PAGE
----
Lunar event happens ‘once in a blue moon’

• Phenomenon has nothing to do with color, everything to do with time

By Naomi Klouda
Homer Tribune

Photo provided - The “blue moon” appears to be blue in certain years due to dense particles. But for the most part, its name designates its unusualness.

Photo provided - The “blue moon” appears to be blue in certain years due to dense particles. But for the most part, its name designates its unusualness.

While a blue moon consistently gives poets fodder and feeds the imagination of stargazers, its presence is a scientific marker for a rotating earth that by its own clock, ignores the Julian calendar.
And only once in every 20 years, the blue moon appears on New Year’s Eve, as it will this year.
“The moon is out of phase with the days – for it to make its complete cycle it’s about 28 days. It doesn’t coincide with our month, and that’s why it is out of sync with our Julian calendar,” explained retired high school science teacher Bob Hartley “It’s simply the occurrence of two full moons in one month.”
The moon brings with it heightened energy for tides and ushers in new weather patterns. This year’s tide will be minus 4.5 feet, the lowest of the month, at 8:18 a.m. on Dec. 31. High tide that day will be 20.8 feet at 1:37 p.m., though it isn’t the month’s highest tide.
Traditionally, this is a time to go digging for clams – even though it is winter. Among the Alutiiq in Nanwalek, it will be time to gather bidarkis, known as chitons in English and as “u-hee-duks” in Seg’stun.
Nanwalek elder Nick Tanape recalled how any full moon brought its own traditions.
“This will last four or five days long, this low tide. This is a time when we were told to start watching your weather,” Tanape said. “A full moon shows how the weather will be the next 30 days. If it’s nice and clear, no wind, that’s how the month will be. If it’s stormy, it will be stormy.”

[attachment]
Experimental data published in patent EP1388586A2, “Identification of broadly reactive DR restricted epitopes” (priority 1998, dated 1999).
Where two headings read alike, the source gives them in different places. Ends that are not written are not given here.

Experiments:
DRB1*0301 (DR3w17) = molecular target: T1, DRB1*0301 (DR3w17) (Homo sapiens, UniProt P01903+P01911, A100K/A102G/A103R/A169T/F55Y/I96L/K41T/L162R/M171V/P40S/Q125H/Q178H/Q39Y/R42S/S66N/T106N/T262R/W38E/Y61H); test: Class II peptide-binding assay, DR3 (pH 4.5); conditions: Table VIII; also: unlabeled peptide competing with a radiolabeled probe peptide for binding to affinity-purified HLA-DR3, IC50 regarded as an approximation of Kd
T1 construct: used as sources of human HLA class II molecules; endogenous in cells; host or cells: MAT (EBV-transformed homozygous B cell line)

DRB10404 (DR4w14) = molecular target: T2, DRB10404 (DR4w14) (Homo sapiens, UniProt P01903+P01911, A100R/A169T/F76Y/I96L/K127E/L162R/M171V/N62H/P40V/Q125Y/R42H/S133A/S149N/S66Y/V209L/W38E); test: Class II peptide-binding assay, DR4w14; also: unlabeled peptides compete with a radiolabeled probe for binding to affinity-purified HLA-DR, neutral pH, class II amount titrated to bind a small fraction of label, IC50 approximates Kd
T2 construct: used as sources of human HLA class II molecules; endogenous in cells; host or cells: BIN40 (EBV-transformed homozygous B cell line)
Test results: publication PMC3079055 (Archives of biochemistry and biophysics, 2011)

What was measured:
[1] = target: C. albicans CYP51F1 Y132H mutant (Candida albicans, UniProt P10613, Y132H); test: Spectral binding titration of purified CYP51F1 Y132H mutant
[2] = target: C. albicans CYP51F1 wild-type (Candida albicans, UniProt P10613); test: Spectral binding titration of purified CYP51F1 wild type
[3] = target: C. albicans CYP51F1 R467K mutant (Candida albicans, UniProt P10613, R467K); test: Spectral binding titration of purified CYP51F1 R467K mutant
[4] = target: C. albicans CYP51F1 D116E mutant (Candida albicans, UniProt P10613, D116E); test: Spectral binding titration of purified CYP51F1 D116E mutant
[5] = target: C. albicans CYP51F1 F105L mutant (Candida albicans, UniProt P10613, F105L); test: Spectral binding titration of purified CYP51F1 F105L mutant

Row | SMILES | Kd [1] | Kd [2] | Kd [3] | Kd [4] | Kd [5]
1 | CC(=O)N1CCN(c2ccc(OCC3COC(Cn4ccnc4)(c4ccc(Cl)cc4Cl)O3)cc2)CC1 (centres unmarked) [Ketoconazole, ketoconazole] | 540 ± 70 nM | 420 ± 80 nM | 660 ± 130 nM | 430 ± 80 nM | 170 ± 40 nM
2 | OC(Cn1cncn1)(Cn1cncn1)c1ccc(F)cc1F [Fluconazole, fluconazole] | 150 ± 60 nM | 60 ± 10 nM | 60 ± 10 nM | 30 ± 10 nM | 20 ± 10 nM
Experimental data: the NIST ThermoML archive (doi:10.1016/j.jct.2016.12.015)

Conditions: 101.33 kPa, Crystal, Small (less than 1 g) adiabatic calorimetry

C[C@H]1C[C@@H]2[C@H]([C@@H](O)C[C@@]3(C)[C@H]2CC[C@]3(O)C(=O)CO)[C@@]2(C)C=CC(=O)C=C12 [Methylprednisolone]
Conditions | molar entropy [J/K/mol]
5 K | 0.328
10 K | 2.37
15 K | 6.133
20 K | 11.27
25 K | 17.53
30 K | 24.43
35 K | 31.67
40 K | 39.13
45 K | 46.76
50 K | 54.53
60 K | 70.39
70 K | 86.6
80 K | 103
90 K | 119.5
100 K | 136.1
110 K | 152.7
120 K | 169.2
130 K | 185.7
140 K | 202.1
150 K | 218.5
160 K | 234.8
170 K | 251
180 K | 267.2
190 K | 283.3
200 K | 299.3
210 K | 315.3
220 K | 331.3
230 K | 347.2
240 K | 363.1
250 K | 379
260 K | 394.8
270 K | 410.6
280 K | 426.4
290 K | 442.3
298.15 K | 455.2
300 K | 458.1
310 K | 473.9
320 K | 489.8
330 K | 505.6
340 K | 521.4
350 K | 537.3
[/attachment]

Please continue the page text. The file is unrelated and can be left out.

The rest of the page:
Tanape said animals are another harbinger of weather. If they are packing on the fur, it will be cold. If their fur clumps off, people can expect a warming trend.
After the full moon in January, hibernating bears will birth their young. “January is the time when they get their deepest sleep,” Tanape explained, adding that the heightened activity during a full moon might disturb them. They sleep best when it has waned.
Most people tend to notice a little more heightened human activity as well. In Nanwalek, villagers use this holiday to celebrate sobriety, with activities planned that night at the Robert Kvasnikoff Community Center. They invite others from the region to join them, singing karaoke and eating special foods.
“People get lively around a full moon– maybe it’s like drinking a cup of coffee,” Tanape said. “It has something to do with energy; you got gravity and energy pulling at you. Even babies get more lively.”
Folklore gave each moon a name according to its time of year. A moon which came too early had no folk name, and was called a blue moon.
Any full moon has generally had a reputation for causing human havoc, regardless whether it’s blue or not.
Still, Homer Police Chief Mark Robl said he doesn’t see any correlation.
“We don’t have stats that change around the full moon,” Robl said. “But I don’t see that there’s a change in criminal activity.”
And while the expression “once in blue moon” is used metaphorically to describe the rarity of an event, former professional astronomer David Harper of Cambridge, England actually did the math.
“On average, there will be 41 months that have two full moons in every century,” he explained on his Web site. “So, you could say that ‘once in a blue moon’ actually means once every two-and-a-half years.”
And for those who prefer a more exact calculation, Harper did the rest of the math, too: once in a blue moon = 1.16699016 x 10-8 hertz.

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Posted by on Dec 23rd, 2009 and filed under Feature. You can follow any responses to this entry through the RSS 2.0. Both comments and pings are currently closed.

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